The Tigers made a great defensive effort to contain the visitors after they had gotten a first down on the three-yard line. They gave Mack a yard on his first attempt, stopped him without gain the second time and allowed Ward a yard on a center buck, Mack barely getting over for the last yard and T.D.

Mack was easily the outstanding man on the field. He was by far the best back the Tigers have faced this season, and was almost as outstanding on defense. He carried the ball 24 times and personally gained 152 net yards which is an average of slightly more than six yards per try. Thompson gained 24 net yards in 11 tries, a fraction over two yards per try.

The average is far below what the two visiting ball carriers had made prior to last night’s game. They had averaged better than 10 yards per carry against five previous foes.

Hightower gained 34 net yards and Ward 17.
* * *
LEADING the Tigers in rushing was Duke with 65 net yards in 13 carries. He was given the ball only once the entire first half, gaining three yards on that first quarter play. Dave Archibald gained 50 net yards on 12 carries, Willie Long five net yards on four carries and Brown one on four carries.

The Tigers threw six passes but only five actually counted in the game, since the one which was intercepted was nullified by the 15-yard roughing the passer penalty. Of the five that counted, three were completed in the tying T.D. drive for 47 yards. One was incomplete and one was intercepted. Mansfield didn’t complete a pass in four attempts.

Asked by the Tigers did not pass earlier in the game, Coach Tom Harp said, “We didn’t have a chance. We tried the one and it was intercepted. After all we only had the ball the four times the first half and lost it on one of these times on the interception. Then in the third period we found we could gain on the ground so we stayed there.”

The Tiger coach expressed disappointment over the tie score but added “we were fortunate to get the tie.”

“We feel Mansfield played a tremendous ball game. We couldn’t move the ball the first half and couldn’t contain them. I think Willie Mack played a great game. The one bright spot was the desire and determination by our kids when defeat stared them in the face and they came back to gain the tie.”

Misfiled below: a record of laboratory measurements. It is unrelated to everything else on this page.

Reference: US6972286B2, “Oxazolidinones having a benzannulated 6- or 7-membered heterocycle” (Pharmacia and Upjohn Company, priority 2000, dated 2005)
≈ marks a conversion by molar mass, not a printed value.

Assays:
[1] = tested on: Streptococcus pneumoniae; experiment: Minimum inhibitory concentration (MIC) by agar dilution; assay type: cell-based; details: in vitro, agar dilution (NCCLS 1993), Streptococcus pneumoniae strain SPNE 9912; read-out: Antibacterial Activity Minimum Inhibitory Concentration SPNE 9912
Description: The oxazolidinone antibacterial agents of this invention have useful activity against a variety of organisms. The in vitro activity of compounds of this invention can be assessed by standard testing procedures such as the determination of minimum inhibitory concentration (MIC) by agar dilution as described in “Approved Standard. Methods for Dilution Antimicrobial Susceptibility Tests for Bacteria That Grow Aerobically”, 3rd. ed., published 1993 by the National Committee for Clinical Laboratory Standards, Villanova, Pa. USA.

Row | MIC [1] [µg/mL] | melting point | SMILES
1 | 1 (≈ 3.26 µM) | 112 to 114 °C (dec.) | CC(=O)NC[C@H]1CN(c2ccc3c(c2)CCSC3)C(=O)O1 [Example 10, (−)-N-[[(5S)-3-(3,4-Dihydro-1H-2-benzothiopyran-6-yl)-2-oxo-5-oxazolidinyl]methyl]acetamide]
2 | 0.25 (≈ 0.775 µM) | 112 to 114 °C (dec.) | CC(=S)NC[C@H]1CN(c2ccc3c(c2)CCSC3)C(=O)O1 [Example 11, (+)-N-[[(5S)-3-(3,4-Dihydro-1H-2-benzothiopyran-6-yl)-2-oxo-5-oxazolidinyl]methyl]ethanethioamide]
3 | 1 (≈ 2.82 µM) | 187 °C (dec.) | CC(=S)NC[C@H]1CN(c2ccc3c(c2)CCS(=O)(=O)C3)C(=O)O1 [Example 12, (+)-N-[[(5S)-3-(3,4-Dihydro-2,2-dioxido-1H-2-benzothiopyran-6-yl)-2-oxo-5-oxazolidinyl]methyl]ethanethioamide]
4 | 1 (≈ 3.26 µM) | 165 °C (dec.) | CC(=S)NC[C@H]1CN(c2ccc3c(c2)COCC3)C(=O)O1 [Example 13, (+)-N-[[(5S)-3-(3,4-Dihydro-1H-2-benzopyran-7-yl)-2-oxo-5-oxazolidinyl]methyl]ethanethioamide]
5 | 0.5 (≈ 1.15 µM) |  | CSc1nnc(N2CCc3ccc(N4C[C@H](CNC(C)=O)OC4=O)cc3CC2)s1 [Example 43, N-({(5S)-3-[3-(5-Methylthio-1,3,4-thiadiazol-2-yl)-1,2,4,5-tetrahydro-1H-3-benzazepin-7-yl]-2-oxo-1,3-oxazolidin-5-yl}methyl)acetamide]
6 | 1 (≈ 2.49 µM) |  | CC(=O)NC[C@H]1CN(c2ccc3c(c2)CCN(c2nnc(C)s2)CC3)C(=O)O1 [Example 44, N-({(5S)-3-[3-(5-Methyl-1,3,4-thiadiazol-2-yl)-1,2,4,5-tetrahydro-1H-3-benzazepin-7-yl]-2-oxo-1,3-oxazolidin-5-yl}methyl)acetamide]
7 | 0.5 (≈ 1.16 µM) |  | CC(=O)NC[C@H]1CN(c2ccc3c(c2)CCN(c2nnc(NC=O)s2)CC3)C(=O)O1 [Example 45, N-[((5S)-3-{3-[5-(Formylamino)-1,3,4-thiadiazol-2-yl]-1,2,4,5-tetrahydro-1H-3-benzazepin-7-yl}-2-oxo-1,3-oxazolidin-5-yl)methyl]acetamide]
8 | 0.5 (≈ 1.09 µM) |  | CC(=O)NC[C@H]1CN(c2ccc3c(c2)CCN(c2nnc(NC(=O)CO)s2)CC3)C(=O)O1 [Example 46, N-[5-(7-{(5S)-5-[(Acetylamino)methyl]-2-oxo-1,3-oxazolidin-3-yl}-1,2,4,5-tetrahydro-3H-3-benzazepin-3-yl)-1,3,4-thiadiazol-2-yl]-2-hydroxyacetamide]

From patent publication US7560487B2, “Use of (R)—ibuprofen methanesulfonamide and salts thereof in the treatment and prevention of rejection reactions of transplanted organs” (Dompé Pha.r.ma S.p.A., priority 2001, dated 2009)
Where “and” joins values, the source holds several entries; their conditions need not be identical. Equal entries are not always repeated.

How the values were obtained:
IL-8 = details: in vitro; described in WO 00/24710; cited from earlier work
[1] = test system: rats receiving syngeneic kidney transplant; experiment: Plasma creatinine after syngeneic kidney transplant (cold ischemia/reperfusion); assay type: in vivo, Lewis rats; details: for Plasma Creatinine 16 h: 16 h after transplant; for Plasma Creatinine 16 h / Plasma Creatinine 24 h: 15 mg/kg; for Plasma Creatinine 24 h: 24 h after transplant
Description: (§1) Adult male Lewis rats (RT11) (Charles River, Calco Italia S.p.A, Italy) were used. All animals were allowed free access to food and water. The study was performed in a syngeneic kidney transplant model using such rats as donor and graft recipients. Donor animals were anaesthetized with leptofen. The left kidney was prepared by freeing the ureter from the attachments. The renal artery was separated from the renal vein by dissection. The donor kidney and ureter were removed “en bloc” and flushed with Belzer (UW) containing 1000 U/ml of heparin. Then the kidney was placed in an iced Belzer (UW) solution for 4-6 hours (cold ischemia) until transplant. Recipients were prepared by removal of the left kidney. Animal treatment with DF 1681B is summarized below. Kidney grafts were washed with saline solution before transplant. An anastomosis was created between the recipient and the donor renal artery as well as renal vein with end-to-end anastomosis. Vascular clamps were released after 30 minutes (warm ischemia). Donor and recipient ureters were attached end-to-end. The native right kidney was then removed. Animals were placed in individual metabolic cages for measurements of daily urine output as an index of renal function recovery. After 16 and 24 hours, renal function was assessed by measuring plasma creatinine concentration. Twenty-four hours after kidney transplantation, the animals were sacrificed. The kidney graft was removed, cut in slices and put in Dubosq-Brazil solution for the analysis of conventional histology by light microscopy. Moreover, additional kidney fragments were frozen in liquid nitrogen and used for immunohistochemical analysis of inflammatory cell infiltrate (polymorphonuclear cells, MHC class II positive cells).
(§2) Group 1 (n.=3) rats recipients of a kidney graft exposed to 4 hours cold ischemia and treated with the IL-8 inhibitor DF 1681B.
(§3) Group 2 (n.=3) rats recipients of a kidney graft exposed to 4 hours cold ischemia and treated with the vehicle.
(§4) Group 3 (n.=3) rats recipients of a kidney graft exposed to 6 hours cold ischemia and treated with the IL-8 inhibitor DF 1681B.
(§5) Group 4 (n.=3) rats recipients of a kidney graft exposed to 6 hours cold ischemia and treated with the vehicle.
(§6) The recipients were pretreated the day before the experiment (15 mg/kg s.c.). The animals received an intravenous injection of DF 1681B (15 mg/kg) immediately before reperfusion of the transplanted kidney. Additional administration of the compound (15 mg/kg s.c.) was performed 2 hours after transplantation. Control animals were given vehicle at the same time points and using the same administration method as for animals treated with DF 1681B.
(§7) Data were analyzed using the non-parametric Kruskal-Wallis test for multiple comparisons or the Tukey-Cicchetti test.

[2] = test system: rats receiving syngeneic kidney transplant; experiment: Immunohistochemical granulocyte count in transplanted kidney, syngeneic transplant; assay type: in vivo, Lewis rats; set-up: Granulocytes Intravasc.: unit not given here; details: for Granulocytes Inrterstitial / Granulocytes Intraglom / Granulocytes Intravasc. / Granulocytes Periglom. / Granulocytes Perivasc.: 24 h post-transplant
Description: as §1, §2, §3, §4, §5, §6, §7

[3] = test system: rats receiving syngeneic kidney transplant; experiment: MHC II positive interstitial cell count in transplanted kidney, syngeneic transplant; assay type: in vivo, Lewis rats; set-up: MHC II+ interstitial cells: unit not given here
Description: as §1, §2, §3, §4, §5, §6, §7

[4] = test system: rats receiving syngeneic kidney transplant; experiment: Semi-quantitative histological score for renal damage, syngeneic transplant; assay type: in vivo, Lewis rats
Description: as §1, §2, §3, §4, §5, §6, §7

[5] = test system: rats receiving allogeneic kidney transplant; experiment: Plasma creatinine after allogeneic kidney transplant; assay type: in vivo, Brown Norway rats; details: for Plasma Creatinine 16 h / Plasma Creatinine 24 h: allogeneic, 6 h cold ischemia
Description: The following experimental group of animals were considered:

Harp said Mansfield’s heavier line was strong enough to permit spreading of personnel on defense to stop the Tigers’ end sweeps which have been gaining most of the ground for the locals this season.

Mansfield played the game with four regulars sidelined. Kermit Wilson, regular end has been out since the Middletown game. Rock Hinkel, tackle and Earl Roth, guard, were hurt in an auto accident last Saturday and Dave Guiher, halfback, who was slated to start last night was kept out because of an old injury that was aggravated in the same accident.

The line-up and summary:
ENDS – Canary, Houston, Welcher.
TACKLES – Graber, Maier, Kreiger, Schumacher, Whitfield, Hofacre, Allen.
GUARDS – Fisher, Roan, Tracy, Ertle, Kasunick.
CENTERS – Spicer, Gentzler, Dowd.
QUARTERBACKS – James, Brenner.
HALFBACKS – Duke, Brown, Long, Radtke, Harrrison, Cocklin.
FULLBACK – Archibald.

ENDS – Travis, Franta, Ackerman.
TACKLES – Beabout, Johnson, Jones, Bill Franta, Calver.
GUARDS – Mayer, Lutz, Hood, Bell.
CENTERS – Orosan, L. Johnson.
QUARTERBACKS – Ward, Carver, Bair.
HALFBACKS – Hightower, Mack, Zivkoff, Philpott, Wilson, White.
FULLBACK – Thompson.

Score by periods:
Massillon 0 0 6 6 12
Mansfield 0 6 0 6 12

Massillon – Long, Duke.
Mansfield – Mack 2.

Referee – Machock (Elyria).
Umpire – Rupp (Cuyahoga Falls).
Head Linesman – Murphy (Cleveland Heights).
Field Judge – Stewart (Smithville).

Mass. Mansf.
First downs 10 15
Passes attempted 5 4
Passes completed 3 0
Had passes intercepted 1 0
Yards gained passing 47 0
Yards gained rushing 146 227
Total yards gained 193 227
Yards lost 33 12
Net yards gained 163 215
Times punted 4 2
Average punt (yards) 36 35
Yards punts returned by 0 29
Times kicked off 3 3
Average kickoff (yards) 36 42
Yards kickoffs returned by 40 40
Times fumbled 1 6
Lost ball on fumbles 0 3
Times penalized 2 3
Yards penalized 10 25

Massillon Tigers Black Letter Logo History